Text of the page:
The rear of the CT4-V looks even more like the CT5-V. Both share the trapezoidal trunk lid shape that mimics the front grille, the sporty bumper with the protruding character line just above the diffuser, and vertical taillights. Just like on the CT5-V, the CT4-V’s taillights extend horizontally into the fenders, as well as toward the trunk lid. An integrated spoiler helps reduce rear axle lift while increasing grip, just like on the CT4-V.
Even the diffuser integrated into lower bumper looks similar to the CT5, except for the tiny red reflectors on the sides. The exhaust pipes are placed in the exact same position. As a V-badged sedan, it has a quad-exhaust layout. But there is one design feature that’s different. While the CT5 has the license plate recess on the trunk lid, the CT4 sports it between the lid and the diffuser. Comparing the two, I think I prefer the CT4-V’s position as it results in a less cluttered overall design.
While the CT5 has the license plate recess on the trunk lid, the CT4 sports it between the lid and the diffuser
How does it compare to rivals like the BMW M3 and Mercedes-AMG C63? Well, the CT4-V doesn’t look as aggressive. But its the boxier, more elegant design that sets it apart. If it’s a sleeper performance car you’re looking for, the CT4-V is just right.
As far as size goes, the CT4-V is slightly bigger than its predecessor, the ATS-V. The new sedan is 187.2 inches long, about 4.5 inches longer than the old four-door. The CT4-V is only 0.4 inches wider at 71.5 inches and just a tenth-inch taller. The CT4-V’s wheelbase measures 89.6 inches, and it’s identical to the ATS-V.
- Most features borrowed from CT5-V
- Leather upholstery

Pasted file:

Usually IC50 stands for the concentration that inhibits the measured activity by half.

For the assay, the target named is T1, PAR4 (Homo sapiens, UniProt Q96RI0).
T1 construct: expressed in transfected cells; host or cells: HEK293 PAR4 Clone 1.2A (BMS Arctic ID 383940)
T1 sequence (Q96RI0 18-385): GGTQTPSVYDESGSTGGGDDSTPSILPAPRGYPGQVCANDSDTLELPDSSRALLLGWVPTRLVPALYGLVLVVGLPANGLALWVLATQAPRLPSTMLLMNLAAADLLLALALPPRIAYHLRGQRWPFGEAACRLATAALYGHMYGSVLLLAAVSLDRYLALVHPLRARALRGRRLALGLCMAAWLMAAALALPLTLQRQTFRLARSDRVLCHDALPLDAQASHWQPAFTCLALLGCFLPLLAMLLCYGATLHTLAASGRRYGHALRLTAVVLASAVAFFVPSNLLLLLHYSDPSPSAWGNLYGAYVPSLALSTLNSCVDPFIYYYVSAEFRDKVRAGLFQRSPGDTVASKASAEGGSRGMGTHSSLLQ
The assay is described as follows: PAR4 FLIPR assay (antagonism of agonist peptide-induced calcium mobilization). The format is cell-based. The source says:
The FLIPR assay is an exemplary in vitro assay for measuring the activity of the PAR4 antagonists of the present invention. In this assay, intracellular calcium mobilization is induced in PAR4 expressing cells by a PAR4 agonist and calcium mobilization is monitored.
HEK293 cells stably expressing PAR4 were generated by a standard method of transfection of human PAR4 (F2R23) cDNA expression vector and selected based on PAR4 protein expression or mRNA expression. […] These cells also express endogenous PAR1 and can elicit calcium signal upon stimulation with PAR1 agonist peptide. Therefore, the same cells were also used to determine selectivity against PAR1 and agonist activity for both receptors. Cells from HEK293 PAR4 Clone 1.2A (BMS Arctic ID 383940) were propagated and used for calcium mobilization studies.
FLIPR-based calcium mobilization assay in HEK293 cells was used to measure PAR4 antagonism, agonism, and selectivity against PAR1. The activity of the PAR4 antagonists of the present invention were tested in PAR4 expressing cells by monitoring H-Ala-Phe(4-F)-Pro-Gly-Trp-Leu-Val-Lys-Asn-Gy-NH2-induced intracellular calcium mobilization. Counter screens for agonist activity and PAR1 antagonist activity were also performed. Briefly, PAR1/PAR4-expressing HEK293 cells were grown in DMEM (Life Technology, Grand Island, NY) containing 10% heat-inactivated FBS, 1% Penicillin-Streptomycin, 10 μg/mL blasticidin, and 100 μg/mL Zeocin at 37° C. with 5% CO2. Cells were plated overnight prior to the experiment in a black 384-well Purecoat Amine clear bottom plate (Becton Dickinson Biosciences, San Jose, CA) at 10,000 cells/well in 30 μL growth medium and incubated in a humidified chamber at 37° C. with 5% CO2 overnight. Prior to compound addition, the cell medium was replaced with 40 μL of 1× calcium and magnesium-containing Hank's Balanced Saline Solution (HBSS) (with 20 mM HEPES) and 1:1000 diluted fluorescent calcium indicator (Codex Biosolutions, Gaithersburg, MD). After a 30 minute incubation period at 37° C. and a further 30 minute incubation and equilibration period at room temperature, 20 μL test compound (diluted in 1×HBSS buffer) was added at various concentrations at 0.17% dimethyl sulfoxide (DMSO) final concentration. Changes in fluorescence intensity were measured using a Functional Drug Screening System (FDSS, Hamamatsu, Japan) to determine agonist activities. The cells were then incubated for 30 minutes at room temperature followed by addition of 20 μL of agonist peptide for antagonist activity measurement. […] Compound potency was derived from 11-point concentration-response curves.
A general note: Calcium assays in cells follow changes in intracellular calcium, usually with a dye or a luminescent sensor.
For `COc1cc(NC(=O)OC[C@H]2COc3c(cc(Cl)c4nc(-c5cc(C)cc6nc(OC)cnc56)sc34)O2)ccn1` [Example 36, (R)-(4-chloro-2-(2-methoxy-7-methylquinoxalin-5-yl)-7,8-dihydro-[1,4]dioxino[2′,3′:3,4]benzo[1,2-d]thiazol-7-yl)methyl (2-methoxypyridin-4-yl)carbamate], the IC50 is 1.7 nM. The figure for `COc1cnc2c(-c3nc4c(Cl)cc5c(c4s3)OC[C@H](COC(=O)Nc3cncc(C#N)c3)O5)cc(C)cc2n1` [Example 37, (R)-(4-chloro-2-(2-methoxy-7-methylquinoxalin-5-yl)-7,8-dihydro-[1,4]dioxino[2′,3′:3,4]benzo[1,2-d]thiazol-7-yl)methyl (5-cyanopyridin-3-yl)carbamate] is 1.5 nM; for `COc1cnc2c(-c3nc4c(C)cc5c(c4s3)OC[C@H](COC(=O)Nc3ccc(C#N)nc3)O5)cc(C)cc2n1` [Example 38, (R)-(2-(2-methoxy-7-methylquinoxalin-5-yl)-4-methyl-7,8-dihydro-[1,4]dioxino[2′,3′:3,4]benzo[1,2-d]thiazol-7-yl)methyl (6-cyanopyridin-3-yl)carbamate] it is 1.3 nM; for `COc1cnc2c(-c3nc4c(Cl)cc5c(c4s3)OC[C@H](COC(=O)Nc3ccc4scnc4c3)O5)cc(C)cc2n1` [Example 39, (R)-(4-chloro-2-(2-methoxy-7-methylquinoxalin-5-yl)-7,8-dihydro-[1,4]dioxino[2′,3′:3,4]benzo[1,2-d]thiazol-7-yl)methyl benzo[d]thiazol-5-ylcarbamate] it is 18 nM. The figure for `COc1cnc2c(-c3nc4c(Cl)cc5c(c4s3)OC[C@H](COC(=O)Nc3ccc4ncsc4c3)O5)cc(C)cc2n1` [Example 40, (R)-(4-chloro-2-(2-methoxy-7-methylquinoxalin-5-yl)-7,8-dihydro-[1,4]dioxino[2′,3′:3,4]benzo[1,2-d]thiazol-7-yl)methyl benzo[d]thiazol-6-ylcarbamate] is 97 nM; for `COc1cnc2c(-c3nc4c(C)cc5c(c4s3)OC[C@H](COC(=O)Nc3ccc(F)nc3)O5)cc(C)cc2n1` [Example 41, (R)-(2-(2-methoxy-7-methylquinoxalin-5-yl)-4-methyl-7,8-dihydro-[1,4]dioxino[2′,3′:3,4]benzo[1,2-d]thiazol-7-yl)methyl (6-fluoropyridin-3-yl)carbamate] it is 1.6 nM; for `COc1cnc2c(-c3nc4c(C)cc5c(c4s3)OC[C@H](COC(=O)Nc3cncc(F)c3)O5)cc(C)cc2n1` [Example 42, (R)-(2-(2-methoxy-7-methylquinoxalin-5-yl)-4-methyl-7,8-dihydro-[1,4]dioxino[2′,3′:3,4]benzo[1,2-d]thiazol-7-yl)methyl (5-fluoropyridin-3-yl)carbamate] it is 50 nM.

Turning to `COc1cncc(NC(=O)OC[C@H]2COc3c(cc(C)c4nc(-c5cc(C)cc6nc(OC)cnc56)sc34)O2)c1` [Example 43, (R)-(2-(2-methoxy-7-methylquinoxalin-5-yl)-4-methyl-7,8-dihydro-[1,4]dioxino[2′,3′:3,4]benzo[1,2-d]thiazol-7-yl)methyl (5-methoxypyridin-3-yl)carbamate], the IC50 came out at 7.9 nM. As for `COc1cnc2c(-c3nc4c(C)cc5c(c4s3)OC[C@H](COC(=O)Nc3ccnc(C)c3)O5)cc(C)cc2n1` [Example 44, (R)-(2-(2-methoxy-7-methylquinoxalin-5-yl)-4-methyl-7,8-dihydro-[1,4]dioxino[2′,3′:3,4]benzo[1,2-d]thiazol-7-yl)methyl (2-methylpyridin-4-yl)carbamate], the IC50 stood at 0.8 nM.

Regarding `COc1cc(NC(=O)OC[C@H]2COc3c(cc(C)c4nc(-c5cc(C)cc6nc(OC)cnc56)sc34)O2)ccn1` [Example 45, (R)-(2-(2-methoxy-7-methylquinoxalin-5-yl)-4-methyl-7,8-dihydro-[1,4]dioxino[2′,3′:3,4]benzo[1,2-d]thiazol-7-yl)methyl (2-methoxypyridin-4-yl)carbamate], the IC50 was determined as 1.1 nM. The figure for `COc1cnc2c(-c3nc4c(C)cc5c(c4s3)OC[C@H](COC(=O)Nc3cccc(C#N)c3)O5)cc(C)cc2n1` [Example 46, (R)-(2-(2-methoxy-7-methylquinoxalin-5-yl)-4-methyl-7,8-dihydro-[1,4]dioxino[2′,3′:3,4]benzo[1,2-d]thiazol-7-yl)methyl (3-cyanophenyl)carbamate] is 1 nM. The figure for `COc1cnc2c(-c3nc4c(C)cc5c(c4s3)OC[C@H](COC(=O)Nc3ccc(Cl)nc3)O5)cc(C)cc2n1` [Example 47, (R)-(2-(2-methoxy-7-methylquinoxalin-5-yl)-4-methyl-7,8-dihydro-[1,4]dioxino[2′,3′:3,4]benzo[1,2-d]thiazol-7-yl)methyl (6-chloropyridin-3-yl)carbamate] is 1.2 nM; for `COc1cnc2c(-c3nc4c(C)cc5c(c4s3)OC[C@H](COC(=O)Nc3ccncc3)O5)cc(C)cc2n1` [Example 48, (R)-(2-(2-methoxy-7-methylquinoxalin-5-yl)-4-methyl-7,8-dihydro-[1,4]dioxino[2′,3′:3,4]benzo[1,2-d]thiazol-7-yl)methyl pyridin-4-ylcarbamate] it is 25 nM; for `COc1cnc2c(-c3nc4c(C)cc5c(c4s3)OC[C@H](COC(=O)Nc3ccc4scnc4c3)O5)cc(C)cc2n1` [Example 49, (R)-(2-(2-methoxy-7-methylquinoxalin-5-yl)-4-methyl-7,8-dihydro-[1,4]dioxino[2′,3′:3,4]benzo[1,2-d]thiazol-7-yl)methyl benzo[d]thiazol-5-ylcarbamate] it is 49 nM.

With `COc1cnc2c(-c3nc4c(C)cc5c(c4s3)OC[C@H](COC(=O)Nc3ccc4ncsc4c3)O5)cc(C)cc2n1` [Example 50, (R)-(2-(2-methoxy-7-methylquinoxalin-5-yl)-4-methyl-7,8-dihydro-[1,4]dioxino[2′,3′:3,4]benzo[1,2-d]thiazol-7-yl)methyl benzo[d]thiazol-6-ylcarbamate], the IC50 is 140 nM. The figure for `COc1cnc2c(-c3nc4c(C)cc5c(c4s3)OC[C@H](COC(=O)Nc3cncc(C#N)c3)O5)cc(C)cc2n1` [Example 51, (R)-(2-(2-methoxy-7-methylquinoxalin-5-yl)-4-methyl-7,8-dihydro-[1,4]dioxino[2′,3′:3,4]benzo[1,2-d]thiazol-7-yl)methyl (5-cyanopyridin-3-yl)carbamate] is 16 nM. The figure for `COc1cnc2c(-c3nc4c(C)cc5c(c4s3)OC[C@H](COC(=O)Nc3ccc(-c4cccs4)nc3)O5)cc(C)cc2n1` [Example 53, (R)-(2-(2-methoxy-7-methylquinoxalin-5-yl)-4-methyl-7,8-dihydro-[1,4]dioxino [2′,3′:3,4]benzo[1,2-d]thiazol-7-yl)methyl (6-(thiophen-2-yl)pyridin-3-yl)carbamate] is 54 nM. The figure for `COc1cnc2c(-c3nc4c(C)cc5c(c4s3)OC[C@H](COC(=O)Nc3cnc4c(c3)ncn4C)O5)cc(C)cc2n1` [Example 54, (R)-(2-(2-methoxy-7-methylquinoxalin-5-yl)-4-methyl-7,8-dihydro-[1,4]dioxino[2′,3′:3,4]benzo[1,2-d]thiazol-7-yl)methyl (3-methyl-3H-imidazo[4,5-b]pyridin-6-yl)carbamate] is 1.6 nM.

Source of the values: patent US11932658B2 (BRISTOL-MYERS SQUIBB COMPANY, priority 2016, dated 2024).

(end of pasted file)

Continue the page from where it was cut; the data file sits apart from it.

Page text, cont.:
- Sporty seats
- Contrast stitching
- Unique door panels
- Similar passenger room to ATS-V
- Big digital displays
- No trunk room information
- State-of-the-art technology
Cadillac copy and pasted most of the CT5's interior into the CT4
Cadillac has made a habit of launching new cars without much information about the cabin. It did it with the CT5 and now did it again with the CT4-V. And the CT4-V arrived before the CT4, so we don’t know much about this new compact as far as interior technology goes. The good news is that Cadillac released photos of the interior, so we can at least see what’s going on design-wise.
The first thing I can gather here is that Cadillac copy pasted most of the CT5’s interior into the CT4. The center stack is actually identical, with a slightly trapezoidal display placed above the A\C vents. The A/C vents are also identical, as are the tiny knobs above. Below the vents, we can see the same control panel for the air conditioning system. The similarities continue on the center console. The CT4-V has the same arrangement as the CT5-V, with the gear shifter on a separate console on the left, a storage bin in the front, and cup holders on the right. The steering wheel, the instrument cluster, and the A/C vents at the corners of the dashboard are also identical to the CT5-V.
The CT4-V comes with a unique instrument cluster design and a V-Mode button on the steering wheel